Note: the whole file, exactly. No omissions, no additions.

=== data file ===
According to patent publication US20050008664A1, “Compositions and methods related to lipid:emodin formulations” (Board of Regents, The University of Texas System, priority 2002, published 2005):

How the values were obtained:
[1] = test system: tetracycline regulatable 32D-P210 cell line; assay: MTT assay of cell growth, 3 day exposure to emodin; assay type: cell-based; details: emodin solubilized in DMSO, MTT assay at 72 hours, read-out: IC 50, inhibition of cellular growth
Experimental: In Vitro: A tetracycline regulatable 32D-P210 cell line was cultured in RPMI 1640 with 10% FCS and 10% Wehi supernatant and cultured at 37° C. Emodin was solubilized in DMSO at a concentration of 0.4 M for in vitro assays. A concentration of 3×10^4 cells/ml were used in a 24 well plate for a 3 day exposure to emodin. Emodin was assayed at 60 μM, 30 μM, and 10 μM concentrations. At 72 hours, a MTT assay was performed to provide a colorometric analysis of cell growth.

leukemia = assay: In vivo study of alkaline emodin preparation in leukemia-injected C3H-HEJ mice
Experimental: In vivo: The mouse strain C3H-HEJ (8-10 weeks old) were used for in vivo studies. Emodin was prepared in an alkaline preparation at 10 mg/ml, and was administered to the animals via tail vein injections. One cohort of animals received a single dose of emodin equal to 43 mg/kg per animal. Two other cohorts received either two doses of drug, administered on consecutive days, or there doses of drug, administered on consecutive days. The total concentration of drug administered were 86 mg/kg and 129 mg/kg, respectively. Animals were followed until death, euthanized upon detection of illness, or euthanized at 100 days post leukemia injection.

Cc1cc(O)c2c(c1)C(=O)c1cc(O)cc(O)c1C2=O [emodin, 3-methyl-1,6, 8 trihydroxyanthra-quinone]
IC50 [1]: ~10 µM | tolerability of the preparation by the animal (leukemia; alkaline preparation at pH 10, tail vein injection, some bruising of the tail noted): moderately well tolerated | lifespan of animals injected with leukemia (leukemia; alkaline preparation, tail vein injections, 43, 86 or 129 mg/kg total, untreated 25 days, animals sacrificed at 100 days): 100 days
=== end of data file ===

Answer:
According to patent publication US20050008664A1, “Compositions and methods related to lipid:emodin formulations” (Board of Regents, The University of Texas System, priority 2002, published 2005):

How the values were obtained:
[1] = test system: tetracycline regulatable 32D-P210 cell line; assay: MTT assay of cell growth, 3 day exposure to emodin; assay type: cell-based; details: emodin solubilized in DMSO, MTT assay at 72 hours, read-out: IC 50, inhibition of cellular growth
Experimental: In Vitro: A tetracycline regulatable 32D-P210 cell line was cultured in RPMI 1640 with 10% FCS and 10% Wehi supernatant and cultured at 37° C. Emodin was solubilized in DMSO at a concentration of 0.4 M for in vitro assays. A concentration of 3×10^4 cells/ml were used in a 24 well plate for a 3 day exposure to emodin. Emodin was assayed at 60 μM, 30 μM, and 10 μM concentrations. At 72 hours, a MTT assay was performed to provide a colorometric analysis of cell growth.

leukemia = assay: In vivo study of alkaline emodin preparation in leukemia-injected C3H-HEJ mice
Experimental: In vivo: The mouse strain C3H-HEJ (8-10 weeks old) were used for in vivo studies. Emodin was prepared in an alkaline preparation at 10 mg/ml, and was administered to the animals via tail vein injections. One cohort of animals received a single dose of emodin equal to 43 mg/kg per animal. Two other cohorts received either two doses of drug, administered on consecutive days, or there doses of drug, administered on consecutive days. The total concentration of drug administered were 86 mg/kg and 129 mg/kg, respectively. Animals were followed until death, euthanized upon detection of illness, or euthanized at 100 days post leukemia injection.

Cc1cc(O)c2c(c1)C(=O)c1cc(O)cc(O)c1C2=O [emodin, 3-methyl-1,6, 8 trihydroxyanthra-quinone]
IC50 [1]: ~10 µM | tolerability of the preparation by the animal (leukemia; alkaline preparation at pH 10, tail vein injection, some bruising of the tail noted): moderately well tolerated | lifespan of animals injected with leukemia (leukemia; alkaline preparation, tail vein injections, 43, 86 or 129 mg/kg total, untreated 25 days, animals sacrificed at 100 days): 100 days